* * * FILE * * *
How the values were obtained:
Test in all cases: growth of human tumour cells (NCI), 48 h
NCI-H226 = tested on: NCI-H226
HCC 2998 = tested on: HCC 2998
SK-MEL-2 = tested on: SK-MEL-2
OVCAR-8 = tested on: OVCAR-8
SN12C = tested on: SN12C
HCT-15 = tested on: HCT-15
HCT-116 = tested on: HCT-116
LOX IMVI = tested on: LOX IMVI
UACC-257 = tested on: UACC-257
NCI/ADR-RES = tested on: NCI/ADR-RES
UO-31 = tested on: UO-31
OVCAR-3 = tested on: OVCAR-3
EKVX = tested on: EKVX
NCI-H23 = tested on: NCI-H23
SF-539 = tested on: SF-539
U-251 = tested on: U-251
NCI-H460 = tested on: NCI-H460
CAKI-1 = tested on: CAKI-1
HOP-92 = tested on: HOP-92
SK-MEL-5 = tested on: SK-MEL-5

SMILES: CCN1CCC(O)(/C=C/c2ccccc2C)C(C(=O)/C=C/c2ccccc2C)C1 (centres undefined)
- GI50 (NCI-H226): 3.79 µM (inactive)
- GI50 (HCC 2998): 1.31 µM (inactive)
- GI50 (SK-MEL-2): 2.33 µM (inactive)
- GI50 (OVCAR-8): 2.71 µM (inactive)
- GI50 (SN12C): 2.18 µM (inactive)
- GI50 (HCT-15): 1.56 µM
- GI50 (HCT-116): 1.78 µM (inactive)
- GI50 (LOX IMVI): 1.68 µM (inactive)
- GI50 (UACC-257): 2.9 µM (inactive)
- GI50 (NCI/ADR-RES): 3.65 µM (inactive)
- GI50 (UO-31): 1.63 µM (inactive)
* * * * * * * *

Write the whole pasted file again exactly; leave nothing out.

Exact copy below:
How the values were obtained:
Test in all cases: growth of human tumour cells (NCI), 48 h
NCI-H226 = tested on: NCI-H226
HCC 2998 = tested on: HCC 2998
SK-MEL-2 = tested on: SK-MEL-2
OVCAR-8 = tested on: OVCAR-8
SN12C = tested on: SN12C
HCT-15 = tested on: HCT-15
HCT-116 = tested on: HCT-116
LOX IMVI = tested on: LOX IMVI
UACC-257 = tested on: UACC-257
NCI/ADR-RES = tested on: NCI/ADR-RES
UO-31 = tested on: UO-31
OVCAR-3 = tested on: OVCAR-3
EKVX = tested on: EKVX
NCI-H23 = tested on: NCI-H23
SF-539 = tested on: SF-539
U-251 = tested on: U-251
NCI-H460 = tested on: NCI-H460
CAKI-1 = tested on: CAKI-1
HOP-92 = tested on: HOP-92
SK-MEL-5 = tested on: SK-MEL-5

SMILES: CCN1CCC(O)(/C=C/c2ccccc2C)C(C(=O)/C=C/c2ccccc2C)C1 (centres undefined)
- GI50 (NCI-H226): 3.79 µM (inactive)
- GI50 (HCC 2998): 1.31 µM (inactive)
- GI50 (SK-MEL-2): 2.33 µM (inactive)
- GI50 (OVCAR-8): 2.71 µM (inactive)
- GI50 (SN12C): 2.18 µM (inactive)
- GI50 (HCT-15): 1.56 µM
- GI50 (HCT-116): 1.78 µM (inactive)
- GI50 (LOX IMVI): 1.68 µM (inactive)
- GI50 (UACC-257): 2.9 µM (inactive)
- GI50 (NCI/ADR-RES): 3.65 µM (inactive)
- GI50 (UO-31): 1.63 µM (inactive)